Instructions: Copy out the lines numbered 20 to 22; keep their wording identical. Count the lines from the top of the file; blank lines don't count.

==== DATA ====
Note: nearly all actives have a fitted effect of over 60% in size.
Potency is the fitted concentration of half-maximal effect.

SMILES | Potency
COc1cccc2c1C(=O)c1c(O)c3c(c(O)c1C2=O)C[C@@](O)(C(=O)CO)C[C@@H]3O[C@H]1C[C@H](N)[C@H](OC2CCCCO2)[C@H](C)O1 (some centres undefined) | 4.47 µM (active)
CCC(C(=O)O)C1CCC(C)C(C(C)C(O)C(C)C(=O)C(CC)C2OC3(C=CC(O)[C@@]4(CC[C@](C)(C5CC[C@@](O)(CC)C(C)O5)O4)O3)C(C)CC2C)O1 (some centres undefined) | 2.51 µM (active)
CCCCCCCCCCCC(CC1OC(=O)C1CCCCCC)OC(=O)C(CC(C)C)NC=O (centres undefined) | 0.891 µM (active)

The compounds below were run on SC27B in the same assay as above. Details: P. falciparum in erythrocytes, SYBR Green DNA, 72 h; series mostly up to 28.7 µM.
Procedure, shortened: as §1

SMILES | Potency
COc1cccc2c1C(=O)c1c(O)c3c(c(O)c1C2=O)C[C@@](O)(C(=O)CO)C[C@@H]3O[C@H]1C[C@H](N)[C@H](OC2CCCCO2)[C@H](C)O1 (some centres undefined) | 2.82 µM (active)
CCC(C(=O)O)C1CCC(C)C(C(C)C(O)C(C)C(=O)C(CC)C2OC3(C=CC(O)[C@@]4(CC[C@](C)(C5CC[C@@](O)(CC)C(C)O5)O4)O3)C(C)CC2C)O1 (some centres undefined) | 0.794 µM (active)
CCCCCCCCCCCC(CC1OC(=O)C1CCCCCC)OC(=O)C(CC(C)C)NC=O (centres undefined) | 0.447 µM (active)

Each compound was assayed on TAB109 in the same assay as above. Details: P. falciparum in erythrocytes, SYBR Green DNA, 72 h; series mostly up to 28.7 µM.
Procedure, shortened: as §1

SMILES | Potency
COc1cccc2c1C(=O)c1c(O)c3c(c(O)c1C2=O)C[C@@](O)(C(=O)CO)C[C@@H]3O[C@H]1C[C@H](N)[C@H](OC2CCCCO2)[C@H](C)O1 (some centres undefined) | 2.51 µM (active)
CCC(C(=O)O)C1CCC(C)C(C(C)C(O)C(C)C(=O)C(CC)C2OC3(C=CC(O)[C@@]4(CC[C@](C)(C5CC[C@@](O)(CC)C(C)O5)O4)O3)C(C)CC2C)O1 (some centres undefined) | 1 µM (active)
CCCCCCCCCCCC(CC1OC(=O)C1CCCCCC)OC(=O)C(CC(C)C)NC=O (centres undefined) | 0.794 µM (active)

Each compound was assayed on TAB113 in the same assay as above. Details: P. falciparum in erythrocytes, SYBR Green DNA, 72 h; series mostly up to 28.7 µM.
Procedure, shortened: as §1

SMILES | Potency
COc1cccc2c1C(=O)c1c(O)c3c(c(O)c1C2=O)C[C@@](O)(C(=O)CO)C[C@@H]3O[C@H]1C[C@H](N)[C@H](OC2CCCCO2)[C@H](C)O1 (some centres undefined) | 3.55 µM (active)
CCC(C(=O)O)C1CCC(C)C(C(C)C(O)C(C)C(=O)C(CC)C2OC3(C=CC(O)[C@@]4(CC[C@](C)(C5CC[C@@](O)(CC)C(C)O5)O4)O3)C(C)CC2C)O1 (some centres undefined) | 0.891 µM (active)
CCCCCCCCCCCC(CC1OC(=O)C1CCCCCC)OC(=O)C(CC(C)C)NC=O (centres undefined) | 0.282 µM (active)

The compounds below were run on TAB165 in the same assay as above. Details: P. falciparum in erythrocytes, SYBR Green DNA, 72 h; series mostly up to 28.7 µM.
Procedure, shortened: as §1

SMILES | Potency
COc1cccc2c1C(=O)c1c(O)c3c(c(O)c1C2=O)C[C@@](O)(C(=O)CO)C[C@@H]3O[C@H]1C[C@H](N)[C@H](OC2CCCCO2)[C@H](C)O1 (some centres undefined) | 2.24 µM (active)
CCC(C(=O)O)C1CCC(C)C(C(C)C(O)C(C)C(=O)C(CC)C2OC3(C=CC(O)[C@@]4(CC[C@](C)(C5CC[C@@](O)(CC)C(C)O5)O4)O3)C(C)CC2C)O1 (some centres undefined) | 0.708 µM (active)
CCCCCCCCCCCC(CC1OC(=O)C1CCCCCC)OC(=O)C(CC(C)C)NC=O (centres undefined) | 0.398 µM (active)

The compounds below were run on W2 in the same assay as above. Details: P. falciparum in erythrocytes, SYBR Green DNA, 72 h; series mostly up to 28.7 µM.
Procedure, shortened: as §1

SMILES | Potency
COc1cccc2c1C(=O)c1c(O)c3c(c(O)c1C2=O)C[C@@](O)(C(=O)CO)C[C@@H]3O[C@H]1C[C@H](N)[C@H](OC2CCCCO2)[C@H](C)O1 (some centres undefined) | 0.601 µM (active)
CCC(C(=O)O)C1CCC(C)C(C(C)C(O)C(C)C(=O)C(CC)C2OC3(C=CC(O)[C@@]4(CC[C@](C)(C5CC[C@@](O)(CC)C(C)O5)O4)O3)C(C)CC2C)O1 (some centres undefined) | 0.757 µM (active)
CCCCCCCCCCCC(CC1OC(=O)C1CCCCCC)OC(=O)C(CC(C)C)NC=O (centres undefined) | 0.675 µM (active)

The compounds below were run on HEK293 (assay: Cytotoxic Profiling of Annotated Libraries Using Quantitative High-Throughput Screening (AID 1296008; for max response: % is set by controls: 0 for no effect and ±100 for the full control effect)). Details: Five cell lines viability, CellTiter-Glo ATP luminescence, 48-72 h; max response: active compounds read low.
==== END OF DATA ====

Procedure, shortened: as §1

SMILES | Potency
COc1cccc2c1C(=O)c1c(O)c3c(c(O)c1C2=O)C[C@@](O)(C(=O)CO)C[C@@H]3O[C@H]1C[C@H](N)[C@H](OC2CCCCO2)[C@H](C)O1 (some centres undefined) | 3.55 µM (active)